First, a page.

What is financial toxicity k gas constant


Financial toxicity is, in the world of cancer, a very new term. It was first hinted at in 2011, but not truly introduced and defined until 2013. While not an ‘official’ term, it is gaining ground as more and more people come to accept the reality of just what a cancer diagnosis can mean to patients financially. The Birth of Financial Toxicity

In 2011 researchers from the Fred Hutchinson Cancer Research Center in Washington state presented a study that determined that a cancer diagnosis could be considered a risk factor for personal bankruptcy [1]. In other words, of the many possible reasons an individual may have to file for personal bankruptcy, receiving a cancer diagnosis could sufficiently qualify as one of them.

The research team found that bankruptcy rates were almost twice as high among cancer patients one year after their diagnosis compared to the general population. On top of that, the median time to bankruptcy was just two and a half years after diagnosis.

"Patients diagnosed with cancer may face significant financial stress, owing to income loss and out-of-pocket costs associated with their treatment," said lead author Scott Ramsey, MD, PhD, at the American Society of Clinical Oncology 2011 Annual Meeting. "On average, bankruptcy rates increased 4-fold within 5 years of diagnosis."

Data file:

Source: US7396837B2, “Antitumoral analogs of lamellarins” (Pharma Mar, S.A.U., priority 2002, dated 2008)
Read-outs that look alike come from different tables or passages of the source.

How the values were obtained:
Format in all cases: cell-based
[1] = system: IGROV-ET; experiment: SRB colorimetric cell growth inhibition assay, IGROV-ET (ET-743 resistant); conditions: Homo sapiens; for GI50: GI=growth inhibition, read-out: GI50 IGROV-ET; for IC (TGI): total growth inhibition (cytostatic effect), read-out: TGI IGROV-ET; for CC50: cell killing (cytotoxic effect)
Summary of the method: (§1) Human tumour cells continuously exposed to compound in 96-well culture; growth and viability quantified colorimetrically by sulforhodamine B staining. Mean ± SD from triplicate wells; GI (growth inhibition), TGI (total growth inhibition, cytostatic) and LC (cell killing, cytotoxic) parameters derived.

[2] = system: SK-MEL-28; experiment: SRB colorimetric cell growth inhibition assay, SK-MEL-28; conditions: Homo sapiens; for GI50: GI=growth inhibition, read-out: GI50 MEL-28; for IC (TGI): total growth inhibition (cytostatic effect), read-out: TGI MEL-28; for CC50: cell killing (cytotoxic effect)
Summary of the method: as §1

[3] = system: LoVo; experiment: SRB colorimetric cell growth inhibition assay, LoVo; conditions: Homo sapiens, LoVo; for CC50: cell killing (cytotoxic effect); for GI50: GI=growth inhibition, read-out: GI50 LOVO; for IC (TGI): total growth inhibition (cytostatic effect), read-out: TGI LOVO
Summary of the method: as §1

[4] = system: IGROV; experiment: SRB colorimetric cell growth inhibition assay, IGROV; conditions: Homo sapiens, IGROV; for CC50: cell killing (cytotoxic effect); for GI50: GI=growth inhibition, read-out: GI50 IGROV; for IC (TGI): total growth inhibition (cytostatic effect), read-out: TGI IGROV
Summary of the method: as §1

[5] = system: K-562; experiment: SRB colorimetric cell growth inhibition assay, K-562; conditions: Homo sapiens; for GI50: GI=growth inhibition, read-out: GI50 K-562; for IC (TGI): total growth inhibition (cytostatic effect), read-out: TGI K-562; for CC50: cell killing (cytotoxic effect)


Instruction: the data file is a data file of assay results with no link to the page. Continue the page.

Out-of-pocket expenses might have such an impact on the cancer experience as to warrant a new term: "financial toxicity." Out-of-pocket expenses related to treatment are akin to physical toxicity, in that costs can diminish quality of life. [2]

When the paper presented by the Fred Hutchinson researchers in 2011 was published in a peer-reviewed journal some months later, they noted the "strong evidence of a link between cancer diagnosis and increased risk of bankruptcy," which they believed "represents an extreme manifestation of what is probably a larger picture of economic hardship for cancer patients." The Impact of Financial Toxicity

So what does it mean to experience financial toxicity? It means that because of the extraordinarily high costs of cancer care, the cancer patient must make many difficult decisions, some of which can have a negative effect on their treatment and outcome. For instance, patients may feel the need to cut back on the groceries they buy, which can impact their diet and negatively impact their health; patients might cut back on medications they’re supposed to be taking, or only partially fill prescriptions—or not get them filled at all—in order to save money (or in the event they simply don’t have the money to afford them).

The substantial out-of-pocket costs– such as repeated co-pays– related to cancer treatment for those who are insured or who are considered to be insured but ‘underinsured’ can be catastrophic to patients, both with regard to their outcomes as well as their financial situations. Thus researchers felt that adding the idea of financial toxicity to the list of adverse events experienced by cancer patients was justified. Surely the many, many patients who have had to endure the stress of a diagnosis and then the stress of being unable to afford treatment would readily agree with them.